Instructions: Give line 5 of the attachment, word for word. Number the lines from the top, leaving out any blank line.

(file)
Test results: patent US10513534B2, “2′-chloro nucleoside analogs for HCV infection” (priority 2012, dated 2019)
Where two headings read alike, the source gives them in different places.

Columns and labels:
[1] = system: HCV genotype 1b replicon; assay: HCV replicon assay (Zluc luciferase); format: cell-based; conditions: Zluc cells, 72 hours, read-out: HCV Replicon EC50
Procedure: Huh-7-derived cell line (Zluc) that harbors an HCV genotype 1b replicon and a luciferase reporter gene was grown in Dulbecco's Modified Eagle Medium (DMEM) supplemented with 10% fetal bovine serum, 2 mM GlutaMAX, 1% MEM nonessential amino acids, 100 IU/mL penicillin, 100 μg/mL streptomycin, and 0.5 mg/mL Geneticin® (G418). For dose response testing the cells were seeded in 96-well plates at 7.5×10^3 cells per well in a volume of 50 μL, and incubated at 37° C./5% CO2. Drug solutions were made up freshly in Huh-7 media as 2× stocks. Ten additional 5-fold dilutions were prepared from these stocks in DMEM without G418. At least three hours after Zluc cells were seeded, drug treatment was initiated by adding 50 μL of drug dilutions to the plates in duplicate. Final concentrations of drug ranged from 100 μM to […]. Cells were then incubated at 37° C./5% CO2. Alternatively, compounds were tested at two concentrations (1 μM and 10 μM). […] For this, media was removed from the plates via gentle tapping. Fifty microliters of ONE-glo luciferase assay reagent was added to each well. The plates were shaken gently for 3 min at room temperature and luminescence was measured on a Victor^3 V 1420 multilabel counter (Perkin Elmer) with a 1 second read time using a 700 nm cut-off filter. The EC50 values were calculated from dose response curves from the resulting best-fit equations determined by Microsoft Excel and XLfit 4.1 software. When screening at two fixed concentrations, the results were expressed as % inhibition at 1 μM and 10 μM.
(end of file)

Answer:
Procedure: Huh-7-derived cell line (Zluc) that harbors an HCV genotype 1b replicon and a luciferase reporter gene was grown in Dulbecco's Modified Eagle Medium (DMEM) supplemented with 10% fetal bovine serum, 2 mM GlutaMAX, 1% MEM nonessential amino acids, 100 IU/mL penicillin, 100 μg/mL streptomycin, and 0.5 mg/mL Geneticin® (G418). For dose response testing the cells were seeded in 96-well plates at 7.5×10^3 cells per well in a volume of 50 μL, and incubated at 37° C./5% CO2. Drug solutions were made up freshly in Huh-7 media as 2× stocks. Ten additional 5-fold dilutions were prepared from these stocks in DMEM without G418. At least three hours after Zluc cells were seeded, drug treatment was initiated by adding 50 μL of drug dilutions to the plates in duplicate. Final concentrations of drug ranged from 100 μM to […]. Cells were then incubated at 37° C./5% CO2. Alternatively, compounds were tested at two concentrations (1 μM and 10 μM). […] For this, media was removed from the plates via gentle tapping. Fifty microliters of ONE-glo luciferase assay reagent was added to each well. The plates were shaken gently for 3 min at room temperature and luminescence was measured on a Victor^3 V 1420 multilabel counter (Perkin Elmer) with a 1 second read time using a 700 nm cut-off filter. The EC50 values were calculated from dose response curves from the resulting best-fit equations determined by Microsoft Excel and XLfit 4.1 software. When screening at two fixed concentrations, the results were expressed as % inhibition at 1 μM and 10 μM.